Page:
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Wisconsin survivalist lasts 19 days on ‘Alone’ TV competition

‘I wasn't scared,’ Ann Rosenquist tells WPR. ‘I could just be my own person out there.’

Photo Courtesy of The HISTORY Channel

A Bayfield County farmer survived 19 days in the Canadian wilderness as a contestant on the 10th season of “Alone,” the HISTORY Channel’s televised survival competition.

Ann Rosenquist, co-owner of North Wind Organic Farm, was the second of 10 contestants to leave the competition, which offers a $500,000 prize to whoever endures the longest.

Rosenquist recently appeared on Wisconsin Public Radio’s “Central Time” to discuss her experiences while fending for herself in one of North America’s harshest environments.

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The following was lightly edited for brevity and clarity.

Rob Ferrett: What made you want to try this challenge?

AR: It’s kind of the perfect opportunity, because you get to go out and go as far as you can, and then there’s a tap out button, and they come and pick you up.

RF: What were you hoping to get out of it?

AR: The final prize … I’m not sure I ever expected to get that, but I learned a lot about myself out there and just what I’m capable of and what I’m not capable of.

RF: What was the first challenge you decided to tackle? Food, shelter, water?

AR: It was kind of working on food and shelter both at the same time.

RF: What were some of your most successful foraging and hunting and fishing methods?

AR: I found quite a bit of wild mushrooms. I did get a grouse. I tried eating reindeer moss, which is edible if you boil it like three times. If you don’t boil it, then it’s poisonous and you die. I tried different things like that. Basically, I got so hungry and so dehydrated that I had to come back.

RF: You were feeling pretty bad and one of the reasons was a shortage of salt, which as Americans, that’s not something we experience very often. What was it like to have this mundane material be such an obstacle in the wilderness?

AR: I sort of had this inkling in the back of my head that maybe salt was important, and actually that could be one of your 10 items (survivalists bring), but I kind of changed it up and didn’t bring the salt. And I’m sorry I didn’t do that because that would have really helped me.

RF: You went through this experience in 19 days in the Canadian wilderness. Given the opportunity, would you do it again?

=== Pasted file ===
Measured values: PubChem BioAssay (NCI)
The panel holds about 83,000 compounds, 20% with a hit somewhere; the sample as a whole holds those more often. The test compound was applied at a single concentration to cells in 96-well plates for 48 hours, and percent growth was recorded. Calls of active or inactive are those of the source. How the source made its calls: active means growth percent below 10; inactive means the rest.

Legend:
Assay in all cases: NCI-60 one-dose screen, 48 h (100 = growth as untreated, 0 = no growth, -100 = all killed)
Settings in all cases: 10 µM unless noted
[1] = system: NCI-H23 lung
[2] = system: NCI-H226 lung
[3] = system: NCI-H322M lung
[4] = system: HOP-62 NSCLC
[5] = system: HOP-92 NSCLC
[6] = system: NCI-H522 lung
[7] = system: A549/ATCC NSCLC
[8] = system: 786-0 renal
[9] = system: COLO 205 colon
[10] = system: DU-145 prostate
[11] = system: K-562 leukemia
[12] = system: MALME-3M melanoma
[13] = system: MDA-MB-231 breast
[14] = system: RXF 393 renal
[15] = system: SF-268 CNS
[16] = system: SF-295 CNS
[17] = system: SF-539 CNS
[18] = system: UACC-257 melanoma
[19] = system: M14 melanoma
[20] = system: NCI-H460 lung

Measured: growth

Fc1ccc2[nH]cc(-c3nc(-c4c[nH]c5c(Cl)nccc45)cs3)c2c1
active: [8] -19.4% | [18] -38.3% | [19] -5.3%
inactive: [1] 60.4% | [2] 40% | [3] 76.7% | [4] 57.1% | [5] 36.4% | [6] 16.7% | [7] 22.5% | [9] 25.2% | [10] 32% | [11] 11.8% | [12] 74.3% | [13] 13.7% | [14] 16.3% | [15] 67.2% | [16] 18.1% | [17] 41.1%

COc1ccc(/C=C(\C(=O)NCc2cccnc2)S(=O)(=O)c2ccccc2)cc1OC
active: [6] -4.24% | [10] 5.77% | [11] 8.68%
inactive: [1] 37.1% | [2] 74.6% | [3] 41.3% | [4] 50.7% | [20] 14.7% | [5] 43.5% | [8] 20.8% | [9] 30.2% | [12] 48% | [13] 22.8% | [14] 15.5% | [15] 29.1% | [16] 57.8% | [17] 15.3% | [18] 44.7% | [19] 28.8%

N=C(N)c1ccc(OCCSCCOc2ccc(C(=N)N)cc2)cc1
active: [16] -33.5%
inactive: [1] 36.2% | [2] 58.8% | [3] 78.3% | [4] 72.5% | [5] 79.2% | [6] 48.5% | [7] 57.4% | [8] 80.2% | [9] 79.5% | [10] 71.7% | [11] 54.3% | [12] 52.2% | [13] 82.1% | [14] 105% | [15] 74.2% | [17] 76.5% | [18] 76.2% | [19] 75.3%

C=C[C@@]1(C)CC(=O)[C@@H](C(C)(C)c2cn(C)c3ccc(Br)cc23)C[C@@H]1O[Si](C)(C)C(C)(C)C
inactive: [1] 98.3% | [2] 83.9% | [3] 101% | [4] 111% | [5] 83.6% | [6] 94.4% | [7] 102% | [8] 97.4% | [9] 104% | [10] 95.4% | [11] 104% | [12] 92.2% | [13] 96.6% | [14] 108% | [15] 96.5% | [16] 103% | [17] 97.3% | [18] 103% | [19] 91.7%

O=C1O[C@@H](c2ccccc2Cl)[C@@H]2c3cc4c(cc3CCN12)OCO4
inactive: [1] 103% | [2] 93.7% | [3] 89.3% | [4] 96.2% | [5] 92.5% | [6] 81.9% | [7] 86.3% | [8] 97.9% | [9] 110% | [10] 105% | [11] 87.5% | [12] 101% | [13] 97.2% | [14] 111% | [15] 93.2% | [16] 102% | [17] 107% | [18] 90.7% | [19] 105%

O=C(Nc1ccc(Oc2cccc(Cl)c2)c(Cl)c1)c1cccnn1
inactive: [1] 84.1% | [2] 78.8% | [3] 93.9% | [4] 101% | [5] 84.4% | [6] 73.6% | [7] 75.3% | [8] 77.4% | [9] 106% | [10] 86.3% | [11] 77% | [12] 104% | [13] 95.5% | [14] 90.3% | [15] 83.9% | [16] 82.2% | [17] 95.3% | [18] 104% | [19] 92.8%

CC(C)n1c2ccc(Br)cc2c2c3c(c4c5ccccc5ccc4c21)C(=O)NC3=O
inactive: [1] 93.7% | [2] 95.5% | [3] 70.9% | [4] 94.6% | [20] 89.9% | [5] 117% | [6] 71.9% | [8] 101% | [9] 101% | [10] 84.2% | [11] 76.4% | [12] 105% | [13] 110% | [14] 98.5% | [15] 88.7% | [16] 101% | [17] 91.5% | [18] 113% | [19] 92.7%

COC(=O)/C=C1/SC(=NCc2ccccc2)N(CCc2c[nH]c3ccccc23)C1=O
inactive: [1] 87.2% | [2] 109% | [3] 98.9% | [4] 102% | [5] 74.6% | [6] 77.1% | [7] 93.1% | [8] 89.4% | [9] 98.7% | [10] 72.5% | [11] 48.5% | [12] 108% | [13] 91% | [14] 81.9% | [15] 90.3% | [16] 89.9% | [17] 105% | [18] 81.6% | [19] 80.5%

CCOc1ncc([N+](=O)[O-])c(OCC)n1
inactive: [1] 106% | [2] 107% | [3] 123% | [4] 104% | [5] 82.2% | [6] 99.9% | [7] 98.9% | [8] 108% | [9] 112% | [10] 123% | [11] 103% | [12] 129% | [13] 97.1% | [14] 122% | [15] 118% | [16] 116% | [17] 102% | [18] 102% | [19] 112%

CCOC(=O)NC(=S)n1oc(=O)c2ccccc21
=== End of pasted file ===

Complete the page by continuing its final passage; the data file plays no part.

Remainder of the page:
AR: Of course I would. It was just fun. I mean, I’m more scared of people than of wild animals. So I wasn’t scared out there. It was kind of like my own space, you know? I could just be my own person out there.

RF: You described it also as a spiritual experience. Could you talk about that a little?

AR: It was so pristine up there. We flew in a small plane even to get up to that lake, Reindeer Lake, way up in northeastern Saskatchewan. There’s nothing down below. There’s no people. There’s no roads. It’s so beautiful. And that white reindeer moss with the black spruce is more of a primitive environment, too. There’s a lot less variety of plants.

RF: I got to say, it’s kind of painful watching you in the last moments of your experience, trying to figure out what was wrong, if you needed to call for help. Have you gone back and watched that yourself?

AR: I have, and it’s hard for me to watch. I didn’t edit it. I wish they wouldn’t have put that in there, but I think they like to relate to the audience and stuff. I would rather they would have showed me doing something instead of being all touchy feely. I am sort of Scandinavian, you know.

RF: What didn’t we end up seeing on the show that you wish had been there?

AR: There was (me) swimming with (fishing) lures. I also spent a lot of time chasing a squirrel that lived up above me. He had this huge complex with probably 20 different holes that went into this huge pile of cones from a black spruce tree. It was enormous. He was out there just the king of whatever. I got right up to him, and I just missed him with my bow. But every time he saw me, he would hide the whole time. I spent a lot of time waiting for him. It was kind of hilarious, actually.